Between save data, account info, friends lists, achievements, and any stored financial information, it’s best practice to simply wipe the slate clean. Just a heads up: Once you do so, there’s no going back. If you’re 100 per cent sure you’re ready to part ways, here’s how to do it for your various consoles.

Xbox One: First, be sure to sync up with Xbox Live; that will ensure your save data and other bits of account info are backed up digitally. Then tap the Xbox button and open up your settings. Scroll down to “System,” open the Console Info submenu, and click “Reset console.” Then hit “reset your console?” and select the “reset and remove everything” option.

PlayStation 4: Open the settings and go to the Initialization submenu. You should see an option to “restore default settings.” Follow the prompts.

Nintendo Switch: Open the settings menu, close the settings menu, put your Switch down, and ask yourself why in the world you’d want to get rid of the only console that will play Super Mario Odyssey.

Don’t immediately sell it to EB Games

This isn’t to say that you shouldn’t part with your console at EB Games. But be sure to do some research first. Head into your local store and ask about your console’s trade-in value. You don’t have to commit, but it should give you a good idea about what you’re in for.

EB Games also isn’t your only option. JB Hi-Fi also has a trade-in service, or you can check eBay for the going console rate. If you can sell it online, you might get far more for it.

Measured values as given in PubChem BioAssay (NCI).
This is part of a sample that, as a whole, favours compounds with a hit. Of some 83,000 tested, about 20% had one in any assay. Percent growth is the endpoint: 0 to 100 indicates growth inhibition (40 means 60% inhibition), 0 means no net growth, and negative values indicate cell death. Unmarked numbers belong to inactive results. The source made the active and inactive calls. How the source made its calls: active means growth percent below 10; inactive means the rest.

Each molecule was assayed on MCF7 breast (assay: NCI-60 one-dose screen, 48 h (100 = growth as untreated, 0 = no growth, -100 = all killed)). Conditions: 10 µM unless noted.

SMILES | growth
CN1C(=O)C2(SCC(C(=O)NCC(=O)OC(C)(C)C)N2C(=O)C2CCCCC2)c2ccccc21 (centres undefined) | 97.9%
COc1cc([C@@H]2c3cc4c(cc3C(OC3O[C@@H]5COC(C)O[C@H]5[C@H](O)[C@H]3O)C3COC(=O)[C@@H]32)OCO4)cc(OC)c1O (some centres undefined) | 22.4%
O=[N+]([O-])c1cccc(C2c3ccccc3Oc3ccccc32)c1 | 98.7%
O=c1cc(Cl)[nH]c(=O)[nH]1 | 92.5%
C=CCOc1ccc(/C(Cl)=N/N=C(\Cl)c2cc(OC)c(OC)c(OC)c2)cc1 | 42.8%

You could also donate your old console to charity, if you’re in a position to do so. Your local library is a solid option, too. Consider reaching out to these or similar organisations to see if they have a current need for secondhand video game consoles.

Do some housekeeping.

If you’re dead set on bidding adieu to your Xbox One or PS4, pay it forward. Give your machine a good dusting. Make sure everything works properly. Wrap your cables — neatly. (Get some twist ties if you need to.) And make sure to properly sanitise everything. We’re still in the middle of a global pandemic, after all.


  • My Ps4 is a release day console, only issue it has is the controllers de-sync with the console every now and then and i have to reset the whole console.
    Otherwise currently just trying to finish a few games before Ps5 is release and i got a couple of release day games coming with it. I still have my ps3 in the spare cupboard along with Xbox 360 and dream cast (all still work)